Damariscotta History: The Migration of Birds to the Round Top Area is Outstanding This Year

Damariscotta historian Calvin Dodge built this church-themed birdhouse in the 1970s. Calvin’s son Robert restored the house, which now serves bluebirds near Robert’s home in Connecticut. (Photo courtesy Robert Dodge)

This spring I installed 15 birdhouses in my backyard and meadow and waited for the mid-May migration of birds to arrive. Sure enough, they arrived early and wasted no time taking up free boarding in the birdhouses. It is now June 12 and so far I have seen two birdhouses of tree swallows hatch out and leave their houses and one set of tree swallows is still feeding their just-hatched brood.

The parents are flying and darting across the meadows in search of any flying bug they can catch in mid-air and bring back to the nest for their young to eat. These tree swallows make dozens of trips a day to feed their young, they lay four to six white eggs in a feather-lined cup of grass. They are a great bird to have around because they eat thousands of black flies and mosquitoes a day.

Now for some great news; so far I have had six houses of bluebirds hatch out. They lay four to six eggs in a loose cup of grasses. My neighbor Patti Whitten, who lives across the road from me, has also had a nest of Eastern blue birds now taking up home in a birdhouse.

My son Robert and his wife Stephanie gave me a special birdfeeder for my birthday. It has a certain size opening in a wire cage where only small birds can fly in and out. I put many dry meal worms in it each morning and evening and in no time the feeder is full of bluebirds and their young. This type of feeder works very well.

This past Sunday I had a couple of friends come and spend an hour or so and we all sat on the sun porch. To their amazement, the area around the suit feeder was full of all types of woodpeckers feeding their young who had just left the nest.

I start off with a beautiful golden-fronted woodpecker feeding two of her young. The golden-fronted woodpecker has a red cap and orange nape. This woodpecker spent about five minutes feeding good size bites of suit to her young. Then a hairy woodpecker came with her young and she spent some time feeding her young with bills full of suit. A block of suit only lasts two days with so much feeding going on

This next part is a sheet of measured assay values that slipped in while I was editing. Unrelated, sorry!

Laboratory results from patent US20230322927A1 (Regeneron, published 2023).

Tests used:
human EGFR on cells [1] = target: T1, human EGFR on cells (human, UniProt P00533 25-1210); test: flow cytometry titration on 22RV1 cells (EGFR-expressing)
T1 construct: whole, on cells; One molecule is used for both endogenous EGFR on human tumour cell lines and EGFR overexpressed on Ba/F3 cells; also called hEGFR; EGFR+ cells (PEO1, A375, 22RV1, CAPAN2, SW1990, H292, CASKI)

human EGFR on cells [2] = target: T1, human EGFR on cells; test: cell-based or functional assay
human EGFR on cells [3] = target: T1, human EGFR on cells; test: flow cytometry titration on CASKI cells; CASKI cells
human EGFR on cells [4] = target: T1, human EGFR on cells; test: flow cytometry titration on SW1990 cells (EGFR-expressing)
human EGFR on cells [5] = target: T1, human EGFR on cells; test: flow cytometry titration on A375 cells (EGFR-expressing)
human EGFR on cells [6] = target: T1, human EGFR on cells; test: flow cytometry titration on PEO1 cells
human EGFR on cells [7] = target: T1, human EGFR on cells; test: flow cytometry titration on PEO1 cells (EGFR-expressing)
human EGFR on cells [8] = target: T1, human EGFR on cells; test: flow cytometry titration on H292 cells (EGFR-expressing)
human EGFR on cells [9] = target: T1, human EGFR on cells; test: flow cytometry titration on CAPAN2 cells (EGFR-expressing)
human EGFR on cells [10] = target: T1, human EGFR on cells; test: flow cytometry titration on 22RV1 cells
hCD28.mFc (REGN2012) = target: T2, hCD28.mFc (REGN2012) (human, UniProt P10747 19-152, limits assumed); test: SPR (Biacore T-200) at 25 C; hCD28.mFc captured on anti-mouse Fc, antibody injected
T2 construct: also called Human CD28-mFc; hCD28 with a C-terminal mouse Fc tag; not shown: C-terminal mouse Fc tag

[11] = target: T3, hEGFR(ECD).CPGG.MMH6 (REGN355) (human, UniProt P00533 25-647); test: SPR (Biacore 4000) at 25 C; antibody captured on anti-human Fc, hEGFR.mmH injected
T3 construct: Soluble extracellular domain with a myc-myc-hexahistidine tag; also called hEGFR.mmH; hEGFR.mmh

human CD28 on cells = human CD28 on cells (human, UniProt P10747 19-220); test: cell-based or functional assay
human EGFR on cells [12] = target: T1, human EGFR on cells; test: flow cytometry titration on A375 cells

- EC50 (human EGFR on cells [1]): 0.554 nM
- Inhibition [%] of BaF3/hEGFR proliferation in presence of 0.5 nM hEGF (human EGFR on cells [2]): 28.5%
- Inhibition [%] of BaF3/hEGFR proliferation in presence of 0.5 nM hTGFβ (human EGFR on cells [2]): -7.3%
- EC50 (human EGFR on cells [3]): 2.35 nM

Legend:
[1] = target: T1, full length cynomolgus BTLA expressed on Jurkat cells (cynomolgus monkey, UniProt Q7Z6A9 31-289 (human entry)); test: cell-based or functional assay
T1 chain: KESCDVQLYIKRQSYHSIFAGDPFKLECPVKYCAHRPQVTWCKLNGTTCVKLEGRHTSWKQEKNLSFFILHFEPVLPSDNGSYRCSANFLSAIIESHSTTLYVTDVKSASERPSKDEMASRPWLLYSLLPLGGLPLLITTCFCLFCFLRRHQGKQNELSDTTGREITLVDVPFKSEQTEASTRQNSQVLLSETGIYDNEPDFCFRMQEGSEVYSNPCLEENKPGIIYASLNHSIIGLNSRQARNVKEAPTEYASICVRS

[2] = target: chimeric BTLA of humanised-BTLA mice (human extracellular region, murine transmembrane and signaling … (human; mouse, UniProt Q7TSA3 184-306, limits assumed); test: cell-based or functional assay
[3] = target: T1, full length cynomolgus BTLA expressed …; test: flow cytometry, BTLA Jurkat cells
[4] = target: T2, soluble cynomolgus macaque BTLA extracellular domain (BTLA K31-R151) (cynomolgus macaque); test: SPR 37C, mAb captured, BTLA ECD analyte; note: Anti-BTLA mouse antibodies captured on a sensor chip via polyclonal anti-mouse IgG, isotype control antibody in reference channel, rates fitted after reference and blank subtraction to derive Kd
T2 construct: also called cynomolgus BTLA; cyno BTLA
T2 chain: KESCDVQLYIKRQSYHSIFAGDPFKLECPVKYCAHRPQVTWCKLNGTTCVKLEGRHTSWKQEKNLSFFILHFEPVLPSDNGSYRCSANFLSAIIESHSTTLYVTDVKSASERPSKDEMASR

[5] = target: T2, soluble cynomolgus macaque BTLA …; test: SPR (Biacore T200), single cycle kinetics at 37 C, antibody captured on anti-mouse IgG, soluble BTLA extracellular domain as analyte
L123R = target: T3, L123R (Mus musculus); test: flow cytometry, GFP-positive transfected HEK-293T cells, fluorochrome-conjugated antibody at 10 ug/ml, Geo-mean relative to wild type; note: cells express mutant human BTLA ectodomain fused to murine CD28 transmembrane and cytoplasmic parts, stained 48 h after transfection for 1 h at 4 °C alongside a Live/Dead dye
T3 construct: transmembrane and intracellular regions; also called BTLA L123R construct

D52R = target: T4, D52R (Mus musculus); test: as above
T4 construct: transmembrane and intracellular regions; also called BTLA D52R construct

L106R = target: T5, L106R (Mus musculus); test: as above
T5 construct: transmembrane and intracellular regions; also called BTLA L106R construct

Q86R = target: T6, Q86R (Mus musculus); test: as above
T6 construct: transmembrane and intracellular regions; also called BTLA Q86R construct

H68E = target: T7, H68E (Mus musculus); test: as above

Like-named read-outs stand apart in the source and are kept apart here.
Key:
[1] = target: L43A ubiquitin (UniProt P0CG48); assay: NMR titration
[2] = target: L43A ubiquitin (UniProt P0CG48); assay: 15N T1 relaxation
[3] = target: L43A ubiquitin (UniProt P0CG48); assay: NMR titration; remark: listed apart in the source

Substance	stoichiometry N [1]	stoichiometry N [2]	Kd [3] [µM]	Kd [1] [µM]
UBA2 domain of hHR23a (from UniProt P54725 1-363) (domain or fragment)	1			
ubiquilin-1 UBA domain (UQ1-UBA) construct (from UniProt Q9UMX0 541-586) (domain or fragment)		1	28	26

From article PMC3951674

Both of my friends said they had never seen so many woodpeckers up close feeding their young. Even the male cardinal has been eating the suit. The black-capped chickadee, the brown-headed cow bird, gray catbird, and common grackle all like the taste of suit.

The two grape jelly-filled containers I put out have steady visits from the gray catbird and the beautiful Baltimore oriole. They just like the sweet flavor of the grape jelly. The gray catbird will take five or six bill-fulls of grape jelly each time he comes.

I have now filled my hummingbird feeder for the third time and we have a good number of these humming birds in our area. I also noticed a large number of black crows in our area this spring, and a good number of red-winged black birds in the meadow. I have not seen the Cooper’s Hawk lately. Maybe he is done feeding his young and they are able to take care of themselves.

This morning, as I stood at the kitchen sink washing the breakfast dishes, to my dismay, a large gray squirrel was sitting on top of the feeder, helping himself to the grape jelly, and he seemed to like it.

Now for my little vegetable garden: the radishes are up and are doing well, the summer squash are up, and the cosmos seed in the flowerbeds have popped above the ground. I am watering them two times a day.

My neighbor Patti has been bringing me some great and wonderful greens which I make into a nice vegetable salad for my evening meal. I also enjoy a BLT with whole wheat bread for an evening meal with a large glass of iced tea or lemonade.

As I finish this article I am once again sitting on the sun porch and I can see two hen turkeys coming out of the tall hay grass. They must have 20 little ones following behind them out into the newly mowed back lawn. Here these young turkeys can easily spot bugs and insects for food. I truly find as I age I enjoy everything Mother Nature has to offer me and I thank the good Lord I still have good eyesight and can hear the songs of many of the birds.

I have just put out several slices of dark bread that have gone by. The back yard is full of black crows and they are sure making a sound out there. The blue jays also like the small pieces of bread. I notice when the crows or blue jays take the bread they fly down into the meadow where there is an open spring and where they can get a fresh, cool drink.

My friend Richard Hopkins used to tell me that when the Knowltons owned their farm, they used to keep two milk cans in the cold water spring and the cold water in the spring kept the milk fresh for family use.

The past two weeks the yard and my car have been covered with a yellow coat of pollen. This year the pollen dust has made my eyes water and I find myself sneezing a lot. The dahlias have popped up through the soil and look so green. I can hardly wait till I can see their large and beautiful blossoms in my yard once again.

Please keep safe. Enjoy the season and keep yourself in shape. Take a walk often and enjoy Mother Nature around you.

Leave a Comment